The Beatles first began their rapid ascension to pop hyper-stardom as an affable R&B-inspired dance-hall quartet in the idyllic innocence of the early sixties. They could never have anticipated the embers of radical social upheaval waiting to spread like wildfire across the Western world. In just a few short years the Civil Rights movement would be in full-stride, the conflict in Vietnam would trigger unprecedented anti-war protests, the sexual revolution would come of age, and recreational drug use would be in-vogue amongst the middle-classes.
In 1966 – embracing this zeitgeist of counter-cultural rebellion and mistrust of authority – the Beatles released Revolver, a boldly progressive transcendence into the realm of psychedelia and sonic experimentation, a proselytizing for love and freethinking, and arguably their first truly immersive album experience. It marked a further maturing of their already well-honed song-writing craftsmanship, with Paul McCartney drawing inspiration from the pristine and intricate layerings of Brian Wilson’s magnum opus, Pet Sounds, while John Lennon and George Harrison began to pursue a mystical, Eastern, and acid-tainted tangent. If their previous release, the Dylan-
influenced Rubber Soul, saw them knocking at the doors of perception, then Revolver was the Beatles pushing open those doors and peering curiously through the void into the great unknown.
Establishing the album’s un-Beatle-like darker vibe, Harrison’s cynical Taxman is an upbeat tirade against the extortion of their hard-won earnings (they were taxed 19 shillings out of every 20). He spitefully declares: “Now my advice to those who die….declare the pennies on your eyes.” McCartney’s bass riff dominates with resolute percussiveness, morphing into moments of frenetic madness, while his guitar solo (Harrison having graciously stepped aside) is brilliantly scathing. Anti-establishment and proto-punk in essence, Britain’s then PM and leader of the opposition are firmly in the crosshairs, “Don’t ask me what I want it for (ah-ah Mr. Wilson) if you don’t want to pay some more (ah-ah Mr. Heath), cos I’m the taxman..”
The grandiose Eleanor Rigby tells the tale of a humble spinster waiting for her Prince Charming, and a diligent clergyman pastoring a dwindling parish. Both endure a life bereft of meaningful human contact, made even more tragic by the possibility that they might have found solace in each other’s company if only chance and courage had permitted. While thematically weighty, it’s the ingenious accompaniment of the double string quartet – conceptualized by McCartney and scored by producer, George Martin – which really gives Rigby its extraordinary emotional gravitas. As the song crescendos, “Ah, look at all the lonely people,” surely it must be one of the most illustrious heights pop music has ever reached.
Lennon’s superbly whimsical I’m Only Sleeping is an ode to his love of slumbering well-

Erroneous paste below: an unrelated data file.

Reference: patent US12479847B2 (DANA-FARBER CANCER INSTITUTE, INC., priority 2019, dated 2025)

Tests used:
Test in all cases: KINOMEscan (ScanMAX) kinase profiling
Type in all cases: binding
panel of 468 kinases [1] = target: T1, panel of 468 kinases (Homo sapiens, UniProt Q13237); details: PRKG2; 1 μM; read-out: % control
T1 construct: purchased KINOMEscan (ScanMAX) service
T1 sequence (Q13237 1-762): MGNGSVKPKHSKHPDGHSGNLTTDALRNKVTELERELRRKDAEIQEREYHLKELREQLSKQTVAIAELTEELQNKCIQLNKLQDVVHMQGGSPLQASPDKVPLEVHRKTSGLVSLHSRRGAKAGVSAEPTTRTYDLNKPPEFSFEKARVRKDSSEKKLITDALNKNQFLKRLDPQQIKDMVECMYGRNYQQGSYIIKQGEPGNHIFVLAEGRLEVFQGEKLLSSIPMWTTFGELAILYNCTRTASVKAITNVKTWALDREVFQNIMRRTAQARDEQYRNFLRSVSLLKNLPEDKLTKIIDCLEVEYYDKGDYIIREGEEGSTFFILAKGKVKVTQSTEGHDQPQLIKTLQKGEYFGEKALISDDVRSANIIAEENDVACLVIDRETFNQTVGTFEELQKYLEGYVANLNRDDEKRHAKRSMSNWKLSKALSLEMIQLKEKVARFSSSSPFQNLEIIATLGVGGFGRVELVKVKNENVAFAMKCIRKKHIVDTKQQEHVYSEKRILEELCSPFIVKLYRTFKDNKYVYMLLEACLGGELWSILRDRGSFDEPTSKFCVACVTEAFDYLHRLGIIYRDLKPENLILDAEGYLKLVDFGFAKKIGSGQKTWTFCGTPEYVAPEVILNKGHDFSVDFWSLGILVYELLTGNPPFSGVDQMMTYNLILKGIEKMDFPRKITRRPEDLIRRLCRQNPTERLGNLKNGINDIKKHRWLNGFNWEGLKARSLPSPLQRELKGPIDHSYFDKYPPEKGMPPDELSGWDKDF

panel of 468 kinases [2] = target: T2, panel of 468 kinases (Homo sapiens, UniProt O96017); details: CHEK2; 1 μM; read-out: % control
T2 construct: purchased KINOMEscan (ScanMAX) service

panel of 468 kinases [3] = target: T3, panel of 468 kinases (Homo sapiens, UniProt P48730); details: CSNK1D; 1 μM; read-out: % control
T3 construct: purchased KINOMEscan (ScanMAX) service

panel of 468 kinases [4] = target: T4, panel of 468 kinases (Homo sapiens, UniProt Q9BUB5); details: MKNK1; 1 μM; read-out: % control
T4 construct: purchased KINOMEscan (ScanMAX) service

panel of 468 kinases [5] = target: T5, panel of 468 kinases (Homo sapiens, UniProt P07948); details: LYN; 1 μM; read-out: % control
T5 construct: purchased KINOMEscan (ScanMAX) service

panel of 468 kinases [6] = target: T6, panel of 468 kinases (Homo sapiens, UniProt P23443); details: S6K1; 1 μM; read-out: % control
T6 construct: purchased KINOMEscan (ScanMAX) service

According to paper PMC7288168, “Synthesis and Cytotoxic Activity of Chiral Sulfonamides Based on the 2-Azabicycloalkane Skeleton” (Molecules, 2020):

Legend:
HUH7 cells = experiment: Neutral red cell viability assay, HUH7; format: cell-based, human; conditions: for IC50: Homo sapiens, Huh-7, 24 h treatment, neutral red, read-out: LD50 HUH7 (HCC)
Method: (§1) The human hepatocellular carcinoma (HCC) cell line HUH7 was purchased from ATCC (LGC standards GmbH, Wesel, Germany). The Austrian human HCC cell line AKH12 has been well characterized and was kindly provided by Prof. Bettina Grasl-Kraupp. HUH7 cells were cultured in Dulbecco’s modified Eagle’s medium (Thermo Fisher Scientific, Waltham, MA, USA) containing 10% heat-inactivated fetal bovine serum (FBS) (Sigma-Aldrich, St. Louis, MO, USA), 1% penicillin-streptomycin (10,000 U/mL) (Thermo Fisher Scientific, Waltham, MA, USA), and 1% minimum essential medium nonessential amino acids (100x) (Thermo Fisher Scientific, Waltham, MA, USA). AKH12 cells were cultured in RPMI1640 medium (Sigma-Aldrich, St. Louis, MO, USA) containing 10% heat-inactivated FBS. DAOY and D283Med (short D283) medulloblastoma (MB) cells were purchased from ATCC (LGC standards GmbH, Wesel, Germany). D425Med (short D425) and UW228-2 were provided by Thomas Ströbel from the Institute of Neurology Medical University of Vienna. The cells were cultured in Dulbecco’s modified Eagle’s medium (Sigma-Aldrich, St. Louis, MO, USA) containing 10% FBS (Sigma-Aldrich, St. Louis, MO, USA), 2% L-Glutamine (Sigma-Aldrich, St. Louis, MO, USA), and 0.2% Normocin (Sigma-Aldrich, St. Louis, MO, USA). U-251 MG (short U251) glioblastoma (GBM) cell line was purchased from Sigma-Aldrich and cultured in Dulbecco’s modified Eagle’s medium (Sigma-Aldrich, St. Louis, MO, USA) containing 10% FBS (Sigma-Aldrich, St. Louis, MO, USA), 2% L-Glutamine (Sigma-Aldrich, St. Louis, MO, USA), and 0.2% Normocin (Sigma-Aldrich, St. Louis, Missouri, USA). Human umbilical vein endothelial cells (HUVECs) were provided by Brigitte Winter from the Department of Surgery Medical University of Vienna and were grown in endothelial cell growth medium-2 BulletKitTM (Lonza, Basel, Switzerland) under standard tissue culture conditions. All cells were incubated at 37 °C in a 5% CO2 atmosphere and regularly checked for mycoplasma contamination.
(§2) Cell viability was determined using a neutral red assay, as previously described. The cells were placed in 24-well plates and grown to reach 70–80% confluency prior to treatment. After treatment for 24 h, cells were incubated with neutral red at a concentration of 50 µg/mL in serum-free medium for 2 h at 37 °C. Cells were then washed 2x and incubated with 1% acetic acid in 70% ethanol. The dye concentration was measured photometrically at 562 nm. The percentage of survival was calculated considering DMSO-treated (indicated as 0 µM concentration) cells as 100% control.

past morning, leaving all of his troubles outside his bedroom window and blissfully dreaming his day away. On a deeper level, it seems to be a critique of society’s penchant for exhausting precious energy on activities Lennon deems frivolous in the grand scheme of things. “Everybody seems to think I’m lazy, I don’t mind, I think they’re crazy. Running everywhere at such a speed, ‘til they find there’s no need.” he wryly muses. Musically, things feel laid-back and loose, as though everyone in the studio is teetering on the verge of falling asleep themselves. The backwards guitar solo – the first in recorded history – is appropriately surreal and dreamlike. Perhaps it was here that the seeds were planted for the iconic Bed-In for peace, where a messianic Lennon would later declare that people should simply stay in bed rather than go marching off to war?
In the transcendental bliss of Love You To, one could almost imagine being guest of honour at a resplendent Hindu wedding ceremony, where sitars, swarmandels, tablas and tamburas celebrate the unprecedented marriage of Eastern traditionalism and Western contemporary pop music. Feeling more inspired by the vibrant Indian subcontinent than the perpetual overcast grey of the London sky and streets, Harrison’s emerging philosophy is rudimentary – the profound wisdom of Within You Without You still a year away – however his ‘flower power’ mantra is poignant: “Make love all day long. Make love singing songs.” Although perhaps naive and simplistic, it seems a much more preferable alternative to that unrelenting, destructive business of hatred and violence.
Here There And Everywhere is arguably McCartney’s most polished love ballad; sublime, graceful and genteel in approach, his position as the troubadour of the Beatles is beyond dispute. His vocals are deliberately fragile, subtly channeling the vulnerability of falling head-over-heels in love, while the swooning backing harmonies immaculately encapsulate the heavenly serenity – that highest of highs – of a blossoming romance. “There, running my hands through her hair, both of us thinking how good it can be. Someone is speaking but she doesn’t know he’s there.” Poor Eleanor Rigby’s unrealized dream, maybe?
Conceived by McCartney as a children’s singalong with Ringo Starr’s cartoon-like baritone in mind, Yellow Submarine is a cheerful escape from the tiresome burdens of reality; indeed one could almost imagine a snoring Lennon dreaming of the land of submarines in the sedative, I’m Only Sleeping. With the assistance of bells, whistles, chains and gongs, as well as the Rolling Stones’ Mick Jagger and Brian Jones along for the ride, it superbly blends studio wizardry with slapstick frivolity to create one of the Beatles’ most iconic moments.